A vet has been reprimanded following a conviction for buying influence in Romania while studying on her veterinary medicine course.
The RCVS disciplinary committee (DC) heard the case against Andreea Maria Bacaintan, considering one charge against her – that on 5 October 2017, in the Bucharest Court of Law (Criminal Section I), she was convicted, following a guilty plea, of buying influence.
At the time of the offence, Miss Bacaintan was in her final (6th) year at the University of Agronomic Sciences and Veterinary Medicine of Bucharest, where she was studying to be a veterinary surgeon. The offence involved her paying a bribe to a professor at the Faculty of Veterinary Medicine to pass an examination.
She was fined and sentenced to a period of one year and four months’ imprisonment, suspended for two years, with requirements for supervision and unpaid community service work, and the case against Miss Bacaintan was that the conviction rendered her unfit to practise veterinary surgery.
At the DC hearing, Miss Bacaintan admitted the facts in the charge and that her conviction rendered her unfit to practise veterinary surgery.
The DC considered whether the conduct amounted to serious professional misconduct. In coming to its decision, the committee took into account the submissions it had heard from Nicole Curtis, acting for the college, and from Miss Bacaintan, who represented herself.
Ms Curtis said the nature and circumstances of the offence, which involved an element of dishonesty and which led to the conviction, rendered Miss Bacaintan unfit to practise as a vet in the UK. Miss Bacaintan’s conduct was also liable to have a seriously detrimental effect on the reputation of the profession, as it undermined the examination system.
The DC also considered mitigating factors associated with the conviction, including that it involved a single, isolated incident; and that Miss Bacaintan was clearly the victim of a dishonest scheme perpetrated by members of staff at the university to extort money from students to allow them to pass the exam.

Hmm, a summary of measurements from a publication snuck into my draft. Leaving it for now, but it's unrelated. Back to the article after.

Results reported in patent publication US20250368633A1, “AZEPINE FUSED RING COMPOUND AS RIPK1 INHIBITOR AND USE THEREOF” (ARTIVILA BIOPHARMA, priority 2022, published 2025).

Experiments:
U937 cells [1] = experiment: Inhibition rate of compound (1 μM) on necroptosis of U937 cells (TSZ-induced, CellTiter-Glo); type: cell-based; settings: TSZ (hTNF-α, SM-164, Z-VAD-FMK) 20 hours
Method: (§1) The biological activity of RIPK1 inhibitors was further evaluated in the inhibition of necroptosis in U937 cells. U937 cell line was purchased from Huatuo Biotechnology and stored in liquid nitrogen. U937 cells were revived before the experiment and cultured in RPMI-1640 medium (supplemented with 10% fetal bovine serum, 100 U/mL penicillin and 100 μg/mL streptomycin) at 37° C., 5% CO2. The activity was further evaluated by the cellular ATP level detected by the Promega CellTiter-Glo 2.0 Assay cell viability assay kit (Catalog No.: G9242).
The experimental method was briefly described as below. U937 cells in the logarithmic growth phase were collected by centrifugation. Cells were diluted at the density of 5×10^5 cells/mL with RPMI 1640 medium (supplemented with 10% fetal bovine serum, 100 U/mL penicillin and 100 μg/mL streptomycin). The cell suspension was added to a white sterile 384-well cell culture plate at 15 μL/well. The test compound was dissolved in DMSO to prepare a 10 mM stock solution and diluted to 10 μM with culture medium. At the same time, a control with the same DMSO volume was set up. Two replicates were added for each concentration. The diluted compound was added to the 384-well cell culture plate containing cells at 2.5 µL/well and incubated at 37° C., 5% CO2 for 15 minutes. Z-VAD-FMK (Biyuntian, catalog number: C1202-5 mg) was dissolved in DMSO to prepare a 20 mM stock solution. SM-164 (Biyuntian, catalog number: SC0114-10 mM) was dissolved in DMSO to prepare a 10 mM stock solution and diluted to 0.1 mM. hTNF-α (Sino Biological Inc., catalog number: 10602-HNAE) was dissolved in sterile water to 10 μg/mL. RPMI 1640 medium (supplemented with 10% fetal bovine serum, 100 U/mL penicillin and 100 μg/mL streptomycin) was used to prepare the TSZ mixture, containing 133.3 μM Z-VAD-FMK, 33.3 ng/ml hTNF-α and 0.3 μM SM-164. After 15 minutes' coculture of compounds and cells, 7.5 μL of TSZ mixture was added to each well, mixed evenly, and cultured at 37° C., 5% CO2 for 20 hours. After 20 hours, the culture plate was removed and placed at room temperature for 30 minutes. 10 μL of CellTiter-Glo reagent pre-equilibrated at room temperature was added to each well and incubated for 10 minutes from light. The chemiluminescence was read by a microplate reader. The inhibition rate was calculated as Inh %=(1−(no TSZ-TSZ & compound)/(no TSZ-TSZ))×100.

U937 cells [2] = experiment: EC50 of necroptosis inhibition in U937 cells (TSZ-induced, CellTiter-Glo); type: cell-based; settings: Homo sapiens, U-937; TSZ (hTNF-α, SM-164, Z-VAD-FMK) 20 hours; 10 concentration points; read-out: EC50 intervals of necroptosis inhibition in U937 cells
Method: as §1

Considering both the aggravating and mitigating factors, the DC was satisfied Miss Bacaintan’s conduct fell far below the standard expected of a registered veterinary surgeon, but took into account some of the written testimonials submitted on behalf of Miss Bacaintan. The DC was satisfied she understood the magnitude of what she had done and was unlikely to repeat her dishonest behaviour.
DC chair Ian Green said: “This was a truly exceptional case where, while she had been dishonest, which the committee in no way condoned, she had felt compelled to act in this way. The committee was persuaded that Miss Bacaintan had herself been the victim of a corrupt system and had acted out of desperation in the final stages of her degree, and with the genuine fear that if she did not ‘play the game’ she would not graduate, thereby throwing away six years of hard work.
“It was notable she did not succumb to the corrupt scheme until the third time of trying to pass this exam. It was clear from the evidence that she was not alone in paying up to try and pass this exam, and that at least 30 and possibly many more students had done the same thing.”
Given this, and taking into account the significant mitigation, the DC decided the appropriate and proportionate sanction was to reprimand Miss Bacaintan and warn her about her future conduct.